32 of 41 people found the following review helpful
HASH(0x924b6ac8) out of 5 stars Good read, questionable scholarship on one story 1 Jan. 2008
By C. Aranjo - Published on Amazon.com
Format: Paperback
My wife had to read the story of the Wagner Dodge and the men who perished in the Mann Gulch fire for a class. It piqued my curiosity, so I read the story, too. It was a very good read. However, something that didn't seem to jive was that a man who had been a 9 year veteran of the 10 year old branch of firefighting called "smoke jumping" would not have established a system of command and control for his crew. This was especially odd since he was an experienced foreman/crew chief with advance knowledge in the expertise of smoke jumping and firefighting. The author, Michael Useem, who is/was the director of the Wharton School's Center for Leadership and Change Management, is adamant that Dodge did not communicate well with his hastily thrown together mixed crew of inexperienced, experienced, young, and old firefighters. Useem asserts that Dodge was a failed leader, whose actions and poor communication, in effect, aided in the demise of about 13 of his crew.

Well, my wife and I decided to investigate a little further and we found that it is likely that either the author intentionally omitted important details about the event and testimonies of the survivors in order to persuade the reader to his assertion or Useem did not perform due diligence in investigating available sources. It is also possible that in 1998, pertinent information was not so readily available on the web. I could be wrong, but the discrepancies between Useem's account and various accounts on the web are marked. In fact, the diagram on p48 of the area and the routes taken by the smoke jumpers and the locations of the fire differ from online sources as well.

Critical differences:

*** p55 Useem states: "He (Dodge) did not share his appraisals, barely explained his actions, scarcely even communicated his growing alarm."

First off, in the very same paragraph, Useem states that Dodge did communicate his concern about their surroundings as being a "death trap". "Source 1" (ref'd below) mentions that both survivors indicated that Dodge referenced the types of trees that made the area a "death trap", indicating he was trying to convey to the men the situation they were in and why.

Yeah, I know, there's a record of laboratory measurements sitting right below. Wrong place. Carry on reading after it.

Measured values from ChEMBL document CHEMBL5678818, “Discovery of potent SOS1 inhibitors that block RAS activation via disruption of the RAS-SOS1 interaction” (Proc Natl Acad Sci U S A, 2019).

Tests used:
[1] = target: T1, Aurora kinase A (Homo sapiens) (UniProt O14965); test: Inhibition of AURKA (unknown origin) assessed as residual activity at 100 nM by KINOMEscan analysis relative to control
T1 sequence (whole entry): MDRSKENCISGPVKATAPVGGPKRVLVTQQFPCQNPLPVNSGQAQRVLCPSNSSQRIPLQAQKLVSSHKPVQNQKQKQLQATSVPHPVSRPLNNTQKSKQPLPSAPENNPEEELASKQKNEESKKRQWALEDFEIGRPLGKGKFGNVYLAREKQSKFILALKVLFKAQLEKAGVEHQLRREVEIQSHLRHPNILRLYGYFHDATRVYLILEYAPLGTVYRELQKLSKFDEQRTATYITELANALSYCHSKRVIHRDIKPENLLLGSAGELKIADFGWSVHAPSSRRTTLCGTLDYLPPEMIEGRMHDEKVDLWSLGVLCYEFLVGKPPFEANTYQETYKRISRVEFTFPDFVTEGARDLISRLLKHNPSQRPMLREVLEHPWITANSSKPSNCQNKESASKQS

*** pp47-49 possible error of chronology - Useem's order of events follow:
1.Smoke jumpers (SJ) land, gather equipment, and eat at Dodge's suggestion.
2.SJ w/Dodge head down the gulch
3."Firefigher already in the area" joins Dodge, et al. (Firefighter's name is Jim Harrison - not provided by Useem)
4. Dodge tells SJ to stop while he scouts out the fire ahead.
5. Dodge returns and tells the SJ's to head down the gulch towards river because the fire is getting out of hand.
6. Dodge goes to get food back at the landing zone (leaving them presumably w/o a leader)
7. The men get divided.
8. Dodge rejoins the men and regroups them
9. They continue to travel towards the river and then find the mouth of the gulch is blocked by a spot fire.
10. Dodge has his men reverse course to get away from the fire but does not explain his actions.

The chronology from "Source 2" referenced below:

1. SJ land, gather equipment, and eat at Dodge's suggestion.
2. Dodge does not eat with crew, but heads towards Jim Harrison, who was the firefighter mentioned by Useem who was "already in the area". "Source 2 mentions that Harrison was busy fighting the fire. Before Dodge sets off, he appoints Wm Hellman to lead the men down the gulch after they have gathered their equipment. Useem omits the fact that Dodge never left the group without having someone in charge, which I believe is a rather crucial detail when evaluating someone's effectiveness as a leader.
3. Dodge and Harrison leave the ridge that Dodge found Harrison on, they eat and meet up with the rest of the SJ's that were continuing down the gulch under Hellman's charge.
4. Five minutes after Dodge and Harrison joined and brought the group back together, they discover the gulch is blocked by a spot fire.
5. Dodge and the rest of the men see the fires rushing up the gulch and Dodge has everyone quickly reverse course to try to outrun the flames.

Important distinctions from the perspective the alternate sources:

1. Dodge never leaves them without a leader.
2. Dodge did not scout out the fire ahead of the SJ's advance towards the fire.
3. Dodge did not leave the group to go back to get forgotten supplies
4. Dodge went to meet Harrison, the "firefighter in the area", and brought him to the group, opposed to Harrison joining the group before Dodge separated from the group.
5. The SJ's clearly understood why they were turning around as they saw the rushing fires coming towards them.

My personal belief is that Useem was trying to fit this story to model a specific characteristic of leadership failure. Knowing that titles and positions do not confer, nor necessarily require, honor, integrity, or honesty, I think this could be a real possibility.